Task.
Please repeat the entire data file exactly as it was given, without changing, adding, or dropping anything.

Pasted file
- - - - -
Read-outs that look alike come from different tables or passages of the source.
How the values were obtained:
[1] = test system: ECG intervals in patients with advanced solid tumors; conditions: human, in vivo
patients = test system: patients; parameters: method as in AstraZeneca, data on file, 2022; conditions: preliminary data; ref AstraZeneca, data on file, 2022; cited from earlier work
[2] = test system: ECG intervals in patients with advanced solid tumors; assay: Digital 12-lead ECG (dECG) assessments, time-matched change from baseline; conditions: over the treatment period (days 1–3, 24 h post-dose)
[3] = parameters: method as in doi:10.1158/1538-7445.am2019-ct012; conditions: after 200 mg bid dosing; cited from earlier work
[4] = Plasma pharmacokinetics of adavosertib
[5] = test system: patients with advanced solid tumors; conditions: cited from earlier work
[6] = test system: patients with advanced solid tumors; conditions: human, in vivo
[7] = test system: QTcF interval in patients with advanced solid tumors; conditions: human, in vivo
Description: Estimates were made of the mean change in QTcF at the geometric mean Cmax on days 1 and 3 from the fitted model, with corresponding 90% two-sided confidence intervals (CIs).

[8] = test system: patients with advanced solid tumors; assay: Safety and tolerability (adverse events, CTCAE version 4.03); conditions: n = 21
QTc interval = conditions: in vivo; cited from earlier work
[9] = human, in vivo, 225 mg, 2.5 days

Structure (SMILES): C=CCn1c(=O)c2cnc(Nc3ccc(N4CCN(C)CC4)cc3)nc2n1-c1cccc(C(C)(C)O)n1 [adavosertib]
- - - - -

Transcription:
Read-outs that look alike come from different tables or passages of the source.
How the values were obtained:
[1] = test system: ECG intervals in patients with advanced solid tumors; conditions: human, in vivo
patients = test system: patients; parameters: method as in AstraZeneca, data on file, 2022; conditions: preliminary data; ref AstraZeneca, data on file, 2022; cited from earlier work
[2] = test system: ECG intervals in patients with advanced solid tumors; assay: Digital 12-lead ECG (dECG) assessments, time-matched change from baseline; conditions: over the treatment period (days 1–3, 24 h post-dose)
[3] = parameters: method as in doi:10.1158/1538-7445.am2019-ct012; conditions: after 200 mg bid dosing; cited from earlier work
[4] = Plasma pharmacokinetics of adavosertib
[5] = test system: patients with advanced solid tumors; conditions: cited from earlier work
[6] = test system: patients with advanced solid tumors; conditions: human, in vivo
[7] = test system: QTcF interval in patients with advanced solid tumors; conditions: human, in vivo
Description: Estimates were made of the mean change in QTcF at the geometric mean Cmax on days 1 and 3 from the fitted model, with corresponding 90% two-sided confidence intervals (CIs).

[8] = test system: patients with advanced solid tumors; assay: Safety and tolerability (adverse events, CTCAE version 4.03); conditions: n = 21
QTc interval = conditions: in vivo; cited from earlier work
[9] = human, in vivo, 225 mg, 2.5 days

Structure (SMILES): C=CCn1c(=O)c2cnc(Nc3ccc(N4CCN(C)CC4)cc3)nc2n1-c1cccc(C(C)(C)O)n1 [adavosertib]